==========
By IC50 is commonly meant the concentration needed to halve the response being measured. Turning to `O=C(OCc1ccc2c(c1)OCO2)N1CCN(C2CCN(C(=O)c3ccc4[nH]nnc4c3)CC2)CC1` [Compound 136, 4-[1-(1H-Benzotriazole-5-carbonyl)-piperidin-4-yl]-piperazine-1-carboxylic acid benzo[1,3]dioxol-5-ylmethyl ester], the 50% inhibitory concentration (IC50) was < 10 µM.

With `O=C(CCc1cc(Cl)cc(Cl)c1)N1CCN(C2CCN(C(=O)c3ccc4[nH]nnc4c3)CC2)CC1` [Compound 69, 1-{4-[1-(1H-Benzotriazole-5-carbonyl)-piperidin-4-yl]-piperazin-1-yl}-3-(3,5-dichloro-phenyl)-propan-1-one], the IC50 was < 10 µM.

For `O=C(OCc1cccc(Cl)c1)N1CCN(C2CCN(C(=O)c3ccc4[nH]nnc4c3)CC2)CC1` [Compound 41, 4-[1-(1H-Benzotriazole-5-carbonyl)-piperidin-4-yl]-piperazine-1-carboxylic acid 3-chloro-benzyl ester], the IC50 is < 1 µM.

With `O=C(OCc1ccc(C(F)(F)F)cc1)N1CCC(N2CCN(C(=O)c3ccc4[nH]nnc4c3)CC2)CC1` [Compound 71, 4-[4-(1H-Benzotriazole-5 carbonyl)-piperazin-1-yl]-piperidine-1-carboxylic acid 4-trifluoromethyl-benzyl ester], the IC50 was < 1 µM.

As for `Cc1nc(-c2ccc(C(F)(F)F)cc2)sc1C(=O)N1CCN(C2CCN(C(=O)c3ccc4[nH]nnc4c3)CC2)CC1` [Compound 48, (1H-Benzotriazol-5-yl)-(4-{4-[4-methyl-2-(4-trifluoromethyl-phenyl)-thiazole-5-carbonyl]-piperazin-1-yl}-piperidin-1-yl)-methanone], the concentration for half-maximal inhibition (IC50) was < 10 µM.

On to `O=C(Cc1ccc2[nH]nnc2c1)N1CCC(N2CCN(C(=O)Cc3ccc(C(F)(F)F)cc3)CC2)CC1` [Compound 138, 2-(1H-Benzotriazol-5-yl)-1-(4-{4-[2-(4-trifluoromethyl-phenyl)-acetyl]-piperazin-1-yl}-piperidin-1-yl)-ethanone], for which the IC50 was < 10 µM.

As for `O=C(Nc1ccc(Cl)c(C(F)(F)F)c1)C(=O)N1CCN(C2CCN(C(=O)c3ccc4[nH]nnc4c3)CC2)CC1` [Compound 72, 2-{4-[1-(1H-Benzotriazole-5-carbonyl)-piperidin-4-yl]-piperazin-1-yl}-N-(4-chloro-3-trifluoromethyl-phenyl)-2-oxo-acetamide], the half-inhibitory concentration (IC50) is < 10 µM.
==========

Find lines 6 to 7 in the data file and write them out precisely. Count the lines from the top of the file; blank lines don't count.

On to `O=C(Cc1ccc2[nH]nnc2c1)N1CCC(N2CCN(C(=O)Cc3ccc(C(F)(F)F)cc3)CC2)CC1` [Compound 138, 2-(1H-Benzotriazol-5-yl)-1-(4-{4-[2-(4-trifluoromethyl-phenyl)-acetyl]-piperazin-1-yl}-piperidin-1-yl)-ethanone], for which the IC50 was < 10 µM.

As for `O=C(Nc1ccc(Cl)c(C(F)(F)F)c1)C(=O)N1CCN(C2CCN(C(=O)c3ccc4[nH]nnc4c3)CC2)CC1` [Compound 72, 2-{4-[1-(1H-Benzotriazole-5-carbonyl)-piperidin-4-yl]-piperazin-1-yl}-N-(4-chloro-3-trifluoromethyl-phenyl)-2-oxo-acetamide], the half-inhibitory concentration (IC50) is < 10 µM.